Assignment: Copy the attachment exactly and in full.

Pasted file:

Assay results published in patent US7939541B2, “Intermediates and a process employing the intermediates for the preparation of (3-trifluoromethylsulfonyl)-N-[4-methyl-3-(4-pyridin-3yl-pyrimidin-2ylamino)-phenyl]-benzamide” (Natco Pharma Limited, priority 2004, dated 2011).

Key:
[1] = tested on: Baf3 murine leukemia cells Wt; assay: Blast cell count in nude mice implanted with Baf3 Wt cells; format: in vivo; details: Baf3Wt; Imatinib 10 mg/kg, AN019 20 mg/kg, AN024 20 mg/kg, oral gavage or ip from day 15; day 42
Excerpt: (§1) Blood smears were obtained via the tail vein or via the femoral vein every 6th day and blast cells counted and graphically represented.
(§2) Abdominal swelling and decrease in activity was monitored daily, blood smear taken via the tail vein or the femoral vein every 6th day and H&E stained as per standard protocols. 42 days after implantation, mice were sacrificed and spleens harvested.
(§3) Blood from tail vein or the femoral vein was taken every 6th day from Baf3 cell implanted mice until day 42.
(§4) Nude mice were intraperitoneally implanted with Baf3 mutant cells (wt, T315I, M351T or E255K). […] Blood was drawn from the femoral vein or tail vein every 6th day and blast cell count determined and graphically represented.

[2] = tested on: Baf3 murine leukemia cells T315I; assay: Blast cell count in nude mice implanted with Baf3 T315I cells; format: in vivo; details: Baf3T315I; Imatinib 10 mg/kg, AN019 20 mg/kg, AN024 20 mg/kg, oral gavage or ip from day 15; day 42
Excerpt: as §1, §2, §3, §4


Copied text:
Assay results published in patent US7939541B2, “Intermediates and a process employing the intermediates for the preparation of (3-trifluoromethylsulfonyl)-N-[4-methyl-3-(4-pyridin-3yl-pyrimidin-2ylamino)-phenyl]-benzamide” (Natco Pharma Limited, priority 2004, dated 2011).

Key:
[1] = tested on: Baf3 murine leukemia cells Wt; assay: Blast cell count in nude mice implanted with Baf3 Wt cells; format: in vivo; details: Baf3Wt; Imatinib 10 mg/kg, AN019 20 mg/kg, AN024 20 mg/kg, oral gavage or ip from day 15; day 42
Excerpt: (§1) Blood smears were obtained via the tail vein or via the femoral vein every 6th day and blast cells counted and graphically represented.
(§2) Abdominal swelling and decrease in activity was monitored daily, blood smear taken via the tail vein or the femoral vein every 6th day and H&E stained as per standard protocols. 42 days after implantation, mice were sacrificed and spleens harvested.
(§3) Blood from tail vein or the femoral vein was taken every 6th day from Baf3 cell implanted mice until day 42.
(§4) Nude mice were intraperitoneally implanted with Baf3 mutant cells (wt, T315I, M351T or E255K). […] Blood was drawn from the femoral vein or tail vein every 6th day and blast cell count determined and graphically represented.

[2] = tested on: Baf3 murine leukemia cells T315I; assay: Blast cell count in nude mice implanted with Baf3 T315I cells; format: in vivo; details: Baf3T315I; Imatinib 10 mg/kg, AN019 20 mg/kg, AN024 20 mg/kg, oral gavage or ip from day 15; day 42
Excerpt: as §1, §2, §3, §4